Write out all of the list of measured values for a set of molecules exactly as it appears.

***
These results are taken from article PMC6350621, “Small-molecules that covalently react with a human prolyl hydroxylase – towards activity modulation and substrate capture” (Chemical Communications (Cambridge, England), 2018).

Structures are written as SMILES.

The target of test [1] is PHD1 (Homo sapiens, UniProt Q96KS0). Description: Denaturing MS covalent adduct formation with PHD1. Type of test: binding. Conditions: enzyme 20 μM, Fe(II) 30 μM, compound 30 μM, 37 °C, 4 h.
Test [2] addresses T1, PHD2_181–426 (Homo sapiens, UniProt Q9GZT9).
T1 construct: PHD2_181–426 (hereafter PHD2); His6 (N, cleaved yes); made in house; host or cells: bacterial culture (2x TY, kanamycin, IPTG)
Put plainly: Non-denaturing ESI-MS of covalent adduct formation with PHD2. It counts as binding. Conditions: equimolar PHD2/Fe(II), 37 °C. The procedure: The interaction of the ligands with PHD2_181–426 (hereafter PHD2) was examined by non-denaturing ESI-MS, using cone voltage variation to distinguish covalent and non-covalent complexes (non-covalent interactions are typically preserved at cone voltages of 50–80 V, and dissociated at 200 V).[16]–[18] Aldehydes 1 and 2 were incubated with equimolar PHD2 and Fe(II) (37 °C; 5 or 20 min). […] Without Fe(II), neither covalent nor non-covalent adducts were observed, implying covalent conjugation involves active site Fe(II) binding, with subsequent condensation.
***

These results are taken from article PMC6350621, “Small-molecules that covalently react with a human prolyl hydroxylase – towards activity modulation and substrate capture” (Chemical Communications (Cambridge, England), 2018).

Structures are written as SMILES.

The target of test [1] is PHD1 (Homo sapiens, UniProt Q96KS0). Description: Denaturing MS covalent adduct formation with PHD1. Type of test: binding. Conditions: enzyme 20 μM, Fe(II) 30 μM, compound 30 μM, 37 °C, 4 h.
Test [2] addresses T1, PHD2_181–426 (Homo sapiens, UniProt Q9GZT9).
T1 construct: PHD2_181–426 (hereafter PHD2); His6 (N, cleaved yes); made in house; host or cells: bacterial culture (2x TY, kanamycin, IPTG)
Put plainly: Non-denaturing ESI-MS of covalent adduct formation with PHD2. It counts as binding. Conditions: equimolar PHD2/Fe(II), 37 °C. The procedure: The interaction of the ligands with PHD2_181–426 (hereafter PHD2) was examined by non-denaturing ESI-MS, using cone voltage variation to distinguish covalent and non-covalent complexes (non-covalent interactions are typically preserved at cone voltages of 50–80 V, and dissociated at 200 V).[16]–[18] Aldehydes 1 and 2 were incubated with equimolar PHD2 and Fe(II) (37 °C; 5 or 20 min). […] Without Fe(II), neither covalent nor non-covalent adducts were observed, implying covalent conjugation involves active site Fe(II) binding, with subsequent condensation.